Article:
The National Gallery of Zimbabwe in conjunction with the Environmental Management Agency (EMA) is hosting the Tavatose/Sisonke 2015 schools art exhibition on vanishing wetlands.
by National Gallery of Zimbabwe
The exhibition which is running under the theme Going, going, gone: Vanishing wetlands started yesterday and will end on July 27 at the National Gallery of Zimbabwe.
Tavatose/Sisonke aims at promoting artistic talent at a young age, while focusing on specific areas of concern for the nation as well as to develop a greater awareness of the importance of preserving wetlands. The exhibition is being held with the hope of developing awareness at an early age. It also explores issues around availability or non-availability of water and how it affects people.
Wetlands are areas where water covers the soil or is present either at or near the surface for varying periods of time during the year, including during the growing season.
“The focus of this year’s exhibition is to develop in youths, microscopic views of wetlands, what is living there, insects, birds, plants, wild life and fish as well as the importance of sustainably preserving the ecosystem,” said Akim Nyakudya, education officer of the National Gallery of Zimbabwe.
“This platform is for youths to showcase their creativity in a way that contributes to a better society. We are also planning to provide a platform from which our institution can assess areas where art teachers need assistance in terms of art education.”
This exhibition is an open call to all students from pre-school to senior school to submit their artworks in relation to the theme. Teachers are encouraged to explain some ideas such as locating actual wetlands, investigating what is happening on those lands at this time, for example human settlements in the form of houses, schools and churches.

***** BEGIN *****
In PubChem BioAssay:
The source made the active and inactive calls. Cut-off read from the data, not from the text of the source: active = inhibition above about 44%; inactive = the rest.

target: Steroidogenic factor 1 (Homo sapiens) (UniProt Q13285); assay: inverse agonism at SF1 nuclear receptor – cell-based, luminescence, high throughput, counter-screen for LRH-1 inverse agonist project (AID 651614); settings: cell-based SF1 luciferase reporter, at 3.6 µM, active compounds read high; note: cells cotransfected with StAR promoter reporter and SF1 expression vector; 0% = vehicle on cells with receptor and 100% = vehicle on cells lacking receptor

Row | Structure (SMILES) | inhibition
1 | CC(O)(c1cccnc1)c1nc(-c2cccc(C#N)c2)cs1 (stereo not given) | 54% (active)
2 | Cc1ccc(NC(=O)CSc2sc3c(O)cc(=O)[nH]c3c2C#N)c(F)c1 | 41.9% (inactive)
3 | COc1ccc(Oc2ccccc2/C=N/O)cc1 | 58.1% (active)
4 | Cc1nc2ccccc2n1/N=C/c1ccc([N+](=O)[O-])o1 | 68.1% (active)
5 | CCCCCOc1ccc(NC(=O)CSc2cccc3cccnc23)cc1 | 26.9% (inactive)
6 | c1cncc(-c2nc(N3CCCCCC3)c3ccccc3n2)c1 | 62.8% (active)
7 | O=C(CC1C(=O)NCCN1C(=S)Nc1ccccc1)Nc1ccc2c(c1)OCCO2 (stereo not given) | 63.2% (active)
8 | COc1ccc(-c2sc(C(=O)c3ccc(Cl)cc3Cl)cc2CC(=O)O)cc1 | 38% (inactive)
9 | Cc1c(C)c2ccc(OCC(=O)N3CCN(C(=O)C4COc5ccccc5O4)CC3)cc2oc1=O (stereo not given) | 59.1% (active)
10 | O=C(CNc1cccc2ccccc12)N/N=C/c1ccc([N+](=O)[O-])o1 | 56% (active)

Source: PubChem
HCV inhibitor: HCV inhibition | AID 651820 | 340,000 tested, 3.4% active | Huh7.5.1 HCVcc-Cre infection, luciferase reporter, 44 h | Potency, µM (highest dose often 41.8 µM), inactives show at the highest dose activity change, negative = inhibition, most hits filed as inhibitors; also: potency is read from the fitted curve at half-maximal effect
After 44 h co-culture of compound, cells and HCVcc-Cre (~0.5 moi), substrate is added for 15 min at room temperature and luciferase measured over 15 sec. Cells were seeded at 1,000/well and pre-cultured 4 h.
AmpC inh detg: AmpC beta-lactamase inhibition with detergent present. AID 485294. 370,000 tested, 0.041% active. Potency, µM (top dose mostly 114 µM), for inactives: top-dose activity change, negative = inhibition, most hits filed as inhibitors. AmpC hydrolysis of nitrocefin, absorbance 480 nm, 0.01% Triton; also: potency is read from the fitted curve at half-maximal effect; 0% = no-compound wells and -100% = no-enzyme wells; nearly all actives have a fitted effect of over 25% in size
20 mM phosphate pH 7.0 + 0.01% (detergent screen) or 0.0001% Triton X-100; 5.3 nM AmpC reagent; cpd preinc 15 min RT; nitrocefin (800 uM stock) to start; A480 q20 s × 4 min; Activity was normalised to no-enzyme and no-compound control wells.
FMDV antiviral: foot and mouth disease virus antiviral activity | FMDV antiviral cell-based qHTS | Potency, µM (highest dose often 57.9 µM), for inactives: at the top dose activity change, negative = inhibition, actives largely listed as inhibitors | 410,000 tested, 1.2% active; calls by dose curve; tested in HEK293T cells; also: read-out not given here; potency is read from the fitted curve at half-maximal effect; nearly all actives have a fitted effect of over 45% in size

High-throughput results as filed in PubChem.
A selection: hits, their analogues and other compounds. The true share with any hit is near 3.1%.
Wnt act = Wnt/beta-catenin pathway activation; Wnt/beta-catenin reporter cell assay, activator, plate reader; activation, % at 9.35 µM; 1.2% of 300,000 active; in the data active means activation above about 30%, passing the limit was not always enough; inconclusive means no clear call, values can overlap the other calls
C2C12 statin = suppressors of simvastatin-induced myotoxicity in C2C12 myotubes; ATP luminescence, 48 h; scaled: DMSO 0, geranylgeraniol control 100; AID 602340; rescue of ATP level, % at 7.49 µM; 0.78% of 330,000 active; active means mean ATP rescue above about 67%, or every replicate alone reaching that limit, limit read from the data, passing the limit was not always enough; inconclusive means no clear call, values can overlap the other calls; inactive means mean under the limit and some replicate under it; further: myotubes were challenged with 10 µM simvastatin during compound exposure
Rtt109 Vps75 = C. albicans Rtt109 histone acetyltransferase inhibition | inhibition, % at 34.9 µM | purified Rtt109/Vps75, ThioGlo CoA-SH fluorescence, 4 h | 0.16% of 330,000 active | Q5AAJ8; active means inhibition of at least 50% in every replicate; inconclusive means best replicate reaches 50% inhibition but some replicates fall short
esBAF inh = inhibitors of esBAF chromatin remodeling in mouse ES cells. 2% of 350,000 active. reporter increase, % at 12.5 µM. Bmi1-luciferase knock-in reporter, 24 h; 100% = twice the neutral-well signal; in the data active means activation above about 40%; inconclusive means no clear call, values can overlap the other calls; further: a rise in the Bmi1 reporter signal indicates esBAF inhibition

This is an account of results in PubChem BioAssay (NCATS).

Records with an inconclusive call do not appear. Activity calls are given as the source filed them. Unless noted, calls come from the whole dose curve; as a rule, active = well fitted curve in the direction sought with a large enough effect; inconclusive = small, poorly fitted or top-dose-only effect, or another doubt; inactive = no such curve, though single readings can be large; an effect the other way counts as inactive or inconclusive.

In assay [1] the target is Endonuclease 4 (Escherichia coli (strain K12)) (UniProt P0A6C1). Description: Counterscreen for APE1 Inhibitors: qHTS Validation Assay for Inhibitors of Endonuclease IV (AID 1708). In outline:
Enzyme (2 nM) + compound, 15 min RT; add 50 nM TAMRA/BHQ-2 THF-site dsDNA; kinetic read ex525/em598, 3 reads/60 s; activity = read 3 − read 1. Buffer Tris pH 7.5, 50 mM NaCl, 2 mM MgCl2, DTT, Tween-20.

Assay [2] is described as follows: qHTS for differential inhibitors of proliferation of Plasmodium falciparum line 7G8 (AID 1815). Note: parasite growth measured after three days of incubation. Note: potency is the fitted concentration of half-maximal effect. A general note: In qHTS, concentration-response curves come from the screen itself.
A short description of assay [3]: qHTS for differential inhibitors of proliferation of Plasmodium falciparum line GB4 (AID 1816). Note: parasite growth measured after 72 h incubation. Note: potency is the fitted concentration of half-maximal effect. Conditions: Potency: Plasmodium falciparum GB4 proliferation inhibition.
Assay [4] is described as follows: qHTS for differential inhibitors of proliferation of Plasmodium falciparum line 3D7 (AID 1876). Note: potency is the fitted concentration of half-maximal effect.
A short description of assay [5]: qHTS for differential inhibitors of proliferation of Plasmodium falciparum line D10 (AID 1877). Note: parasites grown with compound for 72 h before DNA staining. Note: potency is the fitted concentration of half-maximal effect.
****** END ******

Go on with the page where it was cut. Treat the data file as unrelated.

The Environment Management Act says, “Wetlands are areas of marsh, fen, peatland or water, whether natural or artificial, permanent or temporary, with water that is static or flowing, fresh, brackish or salt, including riparian land adjacent to the wetland.”
EMA Environmental Education and Publicity Manager, Steady Kangata said: “Environmental Management Agency has recognised the importance of stakeholder participation as a way of promoting and fostering environmental stewardship and management. Therefore, the focus of this exhibition acts as an avenue to cascade environmental information to the wider society of Zimbabwe.”
“Activities resulting in wetlands loss and degradation include: agriculture; commercial and residential development; road construction; impoundment; resource extraction; industrial siting, processes, and waste; dredge disposal; care and cultivation of forest trees (silviculture) and mosquito control through drainage, channelisation and use of toxic pesticides. In Zimbabwe, commercial and housing construction projects are threatening wetlands,” Kangata said.
“Many home owners seem unaware of the dangers of building in wetlands. Constructing in such areas comes with a lot of risks. The soil is not the best to build because its structure is weak and mostly made of clay. Building on wetlands, directly tampers with the natural flow of the environment by blocking water passage which is naturally instituted by the free flow of water. It directly tampers with natural water collection and leads to flooding. It can also expose you to water-borne disease such as cholera and typhoid, worse still the building can collapse.”
He advised people to seek advice from EMA before going ahead with developing any structure on wetlands and get a written approval. It is a legal requirement to apply for wetland utilisation from EMA offices in provinces or districts.
The partnership between the National Gallery of Zimbabwe and EMA brings a new dimension in schools visual arts exhibition funding matrix, enabling many schoolchildren from across Zimbabwe’s 10 provinces to lend their voices in the discourse of sustainable society through visual narratives at the same time improving their artistic skills.
“We are excited by this development and are already thinking ahead, focusing on continued synergies over initially, the next five years with Environmental Management Agency and continued partnerships beyond,” said Nyakudya.
“For 2016, our focus will be on waste management and we hope other corporate bodies, embassies, local authorities, churches and private individuals will come on board to support this worthy cause.”
The deadline for submission of artworks to provinces was June 15 2015 and all artworks were supposed to be at the National Gallery in Harare for national adjudication by June 19 2015.